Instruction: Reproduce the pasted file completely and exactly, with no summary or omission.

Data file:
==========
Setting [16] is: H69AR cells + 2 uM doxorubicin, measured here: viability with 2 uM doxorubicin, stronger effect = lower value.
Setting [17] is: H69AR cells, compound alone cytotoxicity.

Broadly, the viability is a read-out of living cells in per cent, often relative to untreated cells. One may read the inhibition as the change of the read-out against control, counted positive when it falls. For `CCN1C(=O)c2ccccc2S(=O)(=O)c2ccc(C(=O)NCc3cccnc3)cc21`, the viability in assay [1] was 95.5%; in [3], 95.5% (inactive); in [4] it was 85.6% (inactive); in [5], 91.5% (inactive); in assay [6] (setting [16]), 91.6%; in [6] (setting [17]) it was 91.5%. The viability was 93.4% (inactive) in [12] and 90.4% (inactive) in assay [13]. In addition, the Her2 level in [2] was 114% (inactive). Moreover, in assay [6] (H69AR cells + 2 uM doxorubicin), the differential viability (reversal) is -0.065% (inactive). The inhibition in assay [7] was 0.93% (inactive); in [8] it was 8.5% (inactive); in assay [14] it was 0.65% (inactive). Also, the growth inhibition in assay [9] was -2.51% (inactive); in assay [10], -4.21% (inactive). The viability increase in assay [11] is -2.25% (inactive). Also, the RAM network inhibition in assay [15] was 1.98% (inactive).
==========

Setting [16] is: H69AR cells + 2 uM doxorubicin, measured here: viability with 2 uM doxorubicin, stronger effect = lower value.
Setting [17] is: H69AR cells, compound alone cytotoxicity.

Broadly, the viability is a read-out of living cells in per cent, often relative to untreated cells. One may read the inhibition as the change of the read-out against control, counted positive when it falls. For `CCN1C(=O)c2ccccc2S(=O)(=O)c2ccc(C(=O)NCc3cccnc3)cc21`, the viability in assay [1] was 95.5%; in [3], 95.5% (inactive); in [4] it was 85.6% (inactive); in [5], 91.5% (inactive); in assay [6] (setting [16]), 91.6%; in [6] (setting [17]) it was 91.5%. The viability was 93.4% (inactive) in [12] and 90.4% (inactive) in assay [13]. In addition, the Her2 level in [2] was 114% (inactive). Moreover, in assay [6] (H69AR cells + 2 uM doxorubicin), the differential viability (reversal) is -0.065% (inactive). The inhibition in assay [7] was 0.93% (inactive); in [8] it was 8.5% (inactive); in assay [14] it was 0.65% (inactive). Also, the growth inhibition in assay [9] was -2.51% (inactive); in assay [10], -4.21% (inactive). The viability increase in assay [11] is -2.25% (inactive). Also, the RAM network inhibition in assay [15] was 1.98% (inactive).